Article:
Eric Savitz, Forbes Staff
TECH | 7/09/2012 @ 3:49PM
Guest post written by Justin Moore
Measuring and managing with metrics is essential to keeping your business on target. It’s critical to choose the right parameters – and then to know how to use them. Measuring with the wrong metrics can do more damage than good. Getting too obsessed about the numbers can lead to bad decisions and make you forget about the human element, that you’re managing people, not robots. And not measuring on at least a weekly basis can leave problems undiscovered until it’s too late to course-correct. But, when you leverage metrics properly, they can be one of the most powerful ways to propel your business to success. I’ve found an effective metrics-based management strategy that strikes the proper balance.
1. Measure before you manage
Accountability is fundamental to effective management, but it’s impossible to achieve it without tracking each department and individual progress against very specific, measurable goals and objectives. Every element of your business should be measured – marketing, support, operations, sales, finance, engineering, employee performance, and so on. You first need to determine the right metrics and then make sure you have all the tools you need for measurement.
2. Choose the right metrics
Using metrics is a bit of a double-edged sword, because it can just as easily send you off track as it can bring you greater focus. The key to effective measurement is knowing what to measure. First, you have to really know your business, starting with your core values, vision, and company mission. Ask questions like:
- What five things will most impact the business in the next 12 months?
- What are specific revenue objectives, both for the year and for each quarter?
- What are the “subjective” criteria for success in the next 12 months?
Then pick your metrics based on what matters the most to your business. Set yearly and quarterly company and departmental goals, from which individual objectives are created.
3. Avoid common metrics pitfalls
I’ve learned from past mistakes that metrics must be extremely clear. A broad goal like “provide better customer support this quarter” can leave everyone, at the end of the quarter, with very different ideas on whether or not that goal was met since there were so specific metrics tied to it. Other common pitfalls avoid include:
- Metrics with inaccurate or incomplete data
- Metrics that are complex and difficult to explain
- Metrics that complicate operations and create excessive overhead
- Metrics that cause employees to not act in the best interest of the company
In brief, metrics should be so clear that an outside person could come in at the end of the quarter and check whether the objectives have been met.
4. Invest in tools that deliver real-time feedback
To make metrics really effective, you need real-time feedback. Whenever possible, invest in measurement tools that put your metrics at your fingertips. Today’s Software-as-a-Service (SaaS) applications make it easier than ever to quickly and frequently pull data that provides measurement against objectives. You might use Salesforce reports to track sales activities and leads. Or HubSpot for Website rankings and inbound site links. QuickBooks, Excel and other office applications you’re already using can be set up to collect and analyze current data.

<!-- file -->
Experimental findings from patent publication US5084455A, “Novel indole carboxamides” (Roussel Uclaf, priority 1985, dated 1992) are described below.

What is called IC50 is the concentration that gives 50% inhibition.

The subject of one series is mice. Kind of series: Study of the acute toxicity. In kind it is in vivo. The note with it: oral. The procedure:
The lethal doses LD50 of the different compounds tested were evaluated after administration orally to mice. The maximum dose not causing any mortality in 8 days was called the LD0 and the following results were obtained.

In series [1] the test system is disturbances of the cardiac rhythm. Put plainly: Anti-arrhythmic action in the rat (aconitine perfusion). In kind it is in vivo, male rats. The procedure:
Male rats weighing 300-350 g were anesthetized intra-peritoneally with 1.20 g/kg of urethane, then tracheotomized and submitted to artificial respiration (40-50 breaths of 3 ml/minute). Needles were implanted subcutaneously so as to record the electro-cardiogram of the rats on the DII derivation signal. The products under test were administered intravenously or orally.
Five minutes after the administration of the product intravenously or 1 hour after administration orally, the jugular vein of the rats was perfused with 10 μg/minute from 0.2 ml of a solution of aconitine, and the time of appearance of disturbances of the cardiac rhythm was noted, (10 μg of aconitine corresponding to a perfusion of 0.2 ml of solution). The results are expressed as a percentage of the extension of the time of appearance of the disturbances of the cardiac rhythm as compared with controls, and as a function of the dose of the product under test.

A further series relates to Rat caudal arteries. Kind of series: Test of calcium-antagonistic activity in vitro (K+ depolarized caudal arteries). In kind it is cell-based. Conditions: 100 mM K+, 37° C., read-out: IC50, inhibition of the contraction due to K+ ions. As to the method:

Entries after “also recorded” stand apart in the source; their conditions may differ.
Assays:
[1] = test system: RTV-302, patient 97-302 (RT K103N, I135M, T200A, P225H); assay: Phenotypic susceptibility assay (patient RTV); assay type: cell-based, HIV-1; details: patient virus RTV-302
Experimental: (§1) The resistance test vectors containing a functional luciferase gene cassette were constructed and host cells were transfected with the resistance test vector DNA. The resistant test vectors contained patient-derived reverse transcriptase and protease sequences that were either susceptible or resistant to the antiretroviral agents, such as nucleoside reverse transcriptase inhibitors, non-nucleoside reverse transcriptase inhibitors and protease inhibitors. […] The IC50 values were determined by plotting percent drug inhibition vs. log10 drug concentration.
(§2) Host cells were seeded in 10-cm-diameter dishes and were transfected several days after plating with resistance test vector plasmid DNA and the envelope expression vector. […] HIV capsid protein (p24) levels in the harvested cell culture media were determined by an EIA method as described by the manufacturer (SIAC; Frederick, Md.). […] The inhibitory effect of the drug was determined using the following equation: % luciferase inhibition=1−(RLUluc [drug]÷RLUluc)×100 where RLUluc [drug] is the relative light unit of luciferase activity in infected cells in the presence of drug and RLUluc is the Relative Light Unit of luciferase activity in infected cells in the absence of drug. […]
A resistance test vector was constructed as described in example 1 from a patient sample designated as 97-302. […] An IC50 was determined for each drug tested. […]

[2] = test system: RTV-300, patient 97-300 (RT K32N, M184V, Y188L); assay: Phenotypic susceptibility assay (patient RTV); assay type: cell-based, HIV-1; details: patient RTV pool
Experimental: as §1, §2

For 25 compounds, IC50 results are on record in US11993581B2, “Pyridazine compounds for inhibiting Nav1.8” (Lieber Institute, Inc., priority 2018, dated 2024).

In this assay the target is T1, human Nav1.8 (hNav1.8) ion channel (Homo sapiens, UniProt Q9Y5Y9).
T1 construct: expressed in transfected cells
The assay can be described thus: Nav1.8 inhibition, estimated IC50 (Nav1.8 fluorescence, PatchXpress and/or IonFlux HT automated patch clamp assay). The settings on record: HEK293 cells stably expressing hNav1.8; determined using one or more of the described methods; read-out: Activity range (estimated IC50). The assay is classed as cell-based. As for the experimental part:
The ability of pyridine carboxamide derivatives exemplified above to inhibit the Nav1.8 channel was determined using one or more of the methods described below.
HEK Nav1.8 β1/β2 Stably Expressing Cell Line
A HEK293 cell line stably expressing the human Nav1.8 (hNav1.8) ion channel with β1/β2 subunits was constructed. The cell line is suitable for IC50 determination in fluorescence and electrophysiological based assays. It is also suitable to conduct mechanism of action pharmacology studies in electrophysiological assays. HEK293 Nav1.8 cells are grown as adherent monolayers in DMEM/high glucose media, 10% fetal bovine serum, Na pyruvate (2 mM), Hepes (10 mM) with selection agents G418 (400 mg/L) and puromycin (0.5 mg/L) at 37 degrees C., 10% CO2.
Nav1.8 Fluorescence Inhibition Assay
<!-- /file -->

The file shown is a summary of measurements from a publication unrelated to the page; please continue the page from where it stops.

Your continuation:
Whatever measurement tools you use, be sure to connect and automate them as much as possible so you don’t spend all your time on number-gathering. At Axcient, some programming from our engineers and in-house Salesforce experts allows us to feed numbers and charts from more than a dozen measurement tools into “Departmental Dashboards.” Using the dashboards, management is able to quickly view the status of every group in the organizational weekly meetings.
5. Share metrics with employees
One of the most important and often missed reasons to track metrics is cultural. At Axcient, we share metrics and results not only with management, but with every employee. At all-hands meetings, we go through slides that Axcient shares with the board of directors. A large screen in the common area shows weekly highlights – and challenges. Maintaining transparency and celebrating big wins leads to a culture of success, where everyone is on the same page and motivated toward unified goals.
6. Remember that accountability starts at the top
Business leaders don’t always recognize how closely employees will follow their example. But if you want your workers to take goal-setting seriously, you should be prepared to share your own goals – as well as how you came out on delivering on them at the end of the quarter. Such transparency shows your team that you are in the trenches with them, making every effort to achieve what you set out to do – even if your targets were off.
7. Continually question, reevaluate, and refine
Keep in mind that you will need to reevaluate and adjust your metrics as your business priorities change. Every week, month, and quarter is a new opportunity to test and refine your ability to set and track metrics that will drive growth. When you invest time and thought into setting, monitoring, sharing, and refining your metrics, you’ll be amazed at how much more in tune you are to the state of your business, and how much more easily you can make the critical decisions that can catapult your business’ success.